The fires in northern California have destroyed an estimated 300 cannabis farms and caused more than $3 billion in damages to the state. Set to be the largest market of all the recreational weed states, the 2018 debut of recreational marijuana in California may have just had a big setback. Certainly the families and businesses that own the fire devastated marijuana farms are in jeopardy of complete financial ruin. However, sympathetic people and businesses are ready to provide support to California’s cannabis community, but the federal government will not let them. A flurry of California wildfire donations to marijuana farmers were set to provide some relief until all the money was returned.
The founder of the California Growers’ Association setup crowdfunding through the YouCaring website to receive California wildfire donations for cannabis farmers. After donations began to pour in, he received an apology stating that all the funds had been returned. Banking is one of the largest issues the cannabis industry has to contend with and one of the ways that the federal government is making it difficult on state legal medical marijuana and recreational marijuana. Where exactly is the line that the United States federal government will not cross to interfere in state legal cannabis businesses?
With the most devastating wildfire in California history laying waste to its members’ homes and livelihoods, the California Growers Association responded in the way most crises are handled in 2017: crowdfunding.
As of Tuesday morning, 41 people have perished in the fires, which have burned more than 101,000 acres and destroyed 6,700 homes and businesses at an estimated cost of more than $3 billion. Multiple fires are still burning in Mendocino, Napa, and Sonoma counties—the very heart of California’s wine and cannabis region—and 88 people are still missing in Sonoma County alone, the Santa Rosa Press-Democrat reported.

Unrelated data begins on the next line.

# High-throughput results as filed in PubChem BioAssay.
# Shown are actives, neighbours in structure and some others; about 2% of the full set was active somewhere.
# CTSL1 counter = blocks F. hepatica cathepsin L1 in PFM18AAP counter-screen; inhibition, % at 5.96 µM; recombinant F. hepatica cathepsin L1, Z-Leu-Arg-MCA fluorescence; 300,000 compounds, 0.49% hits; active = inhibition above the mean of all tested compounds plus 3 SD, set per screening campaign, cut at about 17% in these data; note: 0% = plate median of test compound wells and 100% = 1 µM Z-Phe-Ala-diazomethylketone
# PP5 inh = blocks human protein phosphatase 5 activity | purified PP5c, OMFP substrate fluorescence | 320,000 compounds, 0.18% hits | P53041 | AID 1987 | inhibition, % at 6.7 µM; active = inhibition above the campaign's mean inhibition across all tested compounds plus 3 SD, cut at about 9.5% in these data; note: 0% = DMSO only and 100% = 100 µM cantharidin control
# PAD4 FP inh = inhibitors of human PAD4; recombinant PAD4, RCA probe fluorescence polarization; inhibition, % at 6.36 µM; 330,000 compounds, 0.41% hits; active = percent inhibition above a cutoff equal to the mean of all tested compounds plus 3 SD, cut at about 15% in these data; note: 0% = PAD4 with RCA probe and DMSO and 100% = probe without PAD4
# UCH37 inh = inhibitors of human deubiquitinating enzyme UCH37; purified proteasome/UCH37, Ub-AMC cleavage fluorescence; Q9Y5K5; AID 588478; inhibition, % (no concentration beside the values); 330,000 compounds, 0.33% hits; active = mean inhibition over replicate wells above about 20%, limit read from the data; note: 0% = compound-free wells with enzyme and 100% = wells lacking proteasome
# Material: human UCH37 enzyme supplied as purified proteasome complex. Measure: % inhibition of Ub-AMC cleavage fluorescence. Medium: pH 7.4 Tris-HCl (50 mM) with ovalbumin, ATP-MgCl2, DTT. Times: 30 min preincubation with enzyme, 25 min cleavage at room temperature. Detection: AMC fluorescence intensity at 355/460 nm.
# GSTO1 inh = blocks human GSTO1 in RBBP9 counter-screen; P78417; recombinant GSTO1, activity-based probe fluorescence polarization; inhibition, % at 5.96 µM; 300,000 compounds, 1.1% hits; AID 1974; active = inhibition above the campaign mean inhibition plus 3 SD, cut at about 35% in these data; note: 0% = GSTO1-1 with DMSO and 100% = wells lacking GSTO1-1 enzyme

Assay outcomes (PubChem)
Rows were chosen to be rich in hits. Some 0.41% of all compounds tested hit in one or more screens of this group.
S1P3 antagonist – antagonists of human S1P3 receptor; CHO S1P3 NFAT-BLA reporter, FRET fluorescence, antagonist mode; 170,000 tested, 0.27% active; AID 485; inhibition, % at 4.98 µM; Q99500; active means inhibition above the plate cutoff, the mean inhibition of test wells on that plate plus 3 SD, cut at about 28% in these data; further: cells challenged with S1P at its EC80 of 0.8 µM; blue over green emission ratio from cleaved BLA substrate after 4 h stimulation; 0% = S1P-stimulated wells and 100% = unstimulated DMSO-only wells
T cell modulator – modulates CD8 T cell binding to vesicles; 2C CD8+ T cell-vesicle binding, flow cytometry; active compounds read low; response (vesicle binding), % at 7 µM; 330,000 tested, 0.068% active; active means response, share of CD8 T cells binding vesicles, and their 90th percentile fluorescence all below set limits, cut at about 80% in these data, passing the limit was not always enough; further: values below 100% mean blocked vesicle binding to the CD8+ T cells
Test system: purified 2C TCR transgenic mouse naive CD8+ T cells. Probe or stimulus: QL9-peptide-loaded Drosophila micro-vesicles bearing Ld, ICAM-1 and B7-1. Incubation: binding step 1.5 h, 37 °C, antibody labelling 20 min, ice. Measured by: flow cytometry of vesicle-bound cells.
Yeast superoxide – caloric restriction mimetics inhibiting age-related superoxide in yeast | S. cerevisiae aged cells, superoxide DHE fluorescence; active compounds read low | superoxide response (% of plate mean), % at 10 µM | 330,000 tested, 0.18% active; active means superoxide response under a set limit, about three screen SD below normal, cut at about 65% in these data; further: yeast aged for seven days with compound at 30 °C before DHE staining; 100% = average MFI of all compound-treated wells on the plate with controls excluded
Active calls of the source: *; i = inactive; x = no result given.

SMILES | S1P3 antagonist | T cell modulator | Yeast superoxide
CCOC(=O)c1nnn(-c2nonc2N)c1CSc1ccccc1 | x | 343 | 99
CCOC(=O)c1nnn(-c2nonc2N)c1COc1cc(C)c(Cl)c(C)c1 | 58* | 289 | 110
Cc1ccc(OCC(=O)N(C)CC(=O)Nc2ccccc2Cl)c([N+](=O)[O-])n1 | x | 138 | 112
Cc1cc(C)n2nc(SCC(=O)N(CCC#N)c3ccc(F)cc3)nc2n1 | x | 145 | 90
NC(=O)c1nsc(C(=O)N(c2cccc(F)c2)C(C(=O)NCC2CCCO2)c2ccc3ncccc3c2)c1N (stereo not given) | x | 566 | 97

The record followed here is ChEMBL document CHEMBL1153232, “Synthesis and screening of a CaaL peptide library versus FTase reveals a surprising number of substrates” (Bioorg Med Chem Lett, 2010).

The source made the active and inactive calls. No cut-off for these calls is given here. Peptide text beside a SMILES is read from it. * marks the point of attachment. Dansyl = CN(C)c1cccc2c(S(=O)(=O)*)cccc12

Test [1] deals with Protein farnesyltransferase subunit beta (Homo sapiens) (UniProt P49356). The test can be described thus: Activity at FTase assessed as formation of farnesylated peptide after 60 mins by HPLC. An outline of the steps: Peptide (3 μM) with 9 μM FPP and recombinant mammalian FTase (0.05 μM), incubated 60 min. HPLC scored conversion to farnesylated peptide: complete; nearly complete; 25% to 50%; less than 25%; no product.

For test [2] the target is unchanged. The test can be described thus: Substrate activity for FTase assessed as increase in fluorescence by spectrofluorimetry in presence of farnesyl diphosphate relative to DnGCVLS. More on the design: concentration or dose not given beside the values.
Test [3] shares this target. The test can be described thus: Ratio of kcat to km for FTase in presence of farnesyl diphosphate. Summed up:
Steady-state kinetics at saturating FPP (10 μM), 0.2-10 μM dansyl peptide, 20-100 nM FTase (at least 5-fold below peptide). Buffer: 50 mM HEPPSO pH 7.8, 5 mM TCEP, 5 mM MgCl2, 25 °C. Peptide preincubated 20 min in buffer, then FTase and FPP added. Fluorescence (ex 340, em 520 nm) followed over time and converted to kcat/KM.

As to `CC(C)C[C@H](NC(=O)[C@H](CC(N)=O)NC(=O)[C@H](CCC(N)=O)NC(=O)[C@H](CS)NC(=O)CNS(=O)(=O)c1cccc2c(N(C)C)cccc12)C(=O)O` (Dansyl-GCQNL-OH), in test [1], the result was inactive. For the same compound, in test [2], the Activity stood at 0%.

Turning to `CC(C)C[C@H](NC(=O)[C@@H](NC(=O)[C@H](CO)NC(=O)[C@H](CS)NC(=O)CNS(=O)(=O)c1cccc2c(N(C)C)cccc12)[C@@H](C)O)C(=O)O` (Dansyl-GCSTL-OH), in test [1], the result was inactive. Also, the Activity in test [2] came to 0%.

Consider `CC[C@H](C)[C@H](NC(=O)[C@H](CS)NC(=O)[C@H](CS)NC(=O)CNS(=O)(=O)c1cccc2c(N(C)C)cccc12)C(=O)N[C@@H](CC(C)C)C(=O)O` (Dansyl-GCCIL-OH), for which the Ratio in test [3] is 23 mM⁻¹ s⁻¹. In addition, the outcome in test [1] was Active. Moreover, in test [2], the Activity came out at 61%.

The California Growers Association, the main lobby representing cannabis growers in Sacramento, estimates that as many as 300 marijuana farms have been affected in some way by the deadly fires still burning near Santa Rosa, about 60 miles north of San Francisco. Some have seen entire crops tainted with toxic smoke and ash, while others have lost both their harvests and their homes to the flames.
The fires came at the worst imaginable time: at the height of the fall harvest, in a year when many growers had exhausted their savings or taken on investment to obtain costly county permits ahead of statewide legalization. And unlike other farmers in the region, cannabis growers generally don’t qualify for crop insurance.
Within days, Hezekiah Allen, CGA’s founder and executive director, had set up a campaign on the San Francisco-based crowdfunding website YouCaring to collect donations to help the farmers recover. By Monday, about 50 people had pitched in more than $10,000 to the “CalGrowers Wildlife Relief Fund,” 100 percent of which—after processing fees, at least—would be sent directly to “cannabis growers who lost farms in wildfires.”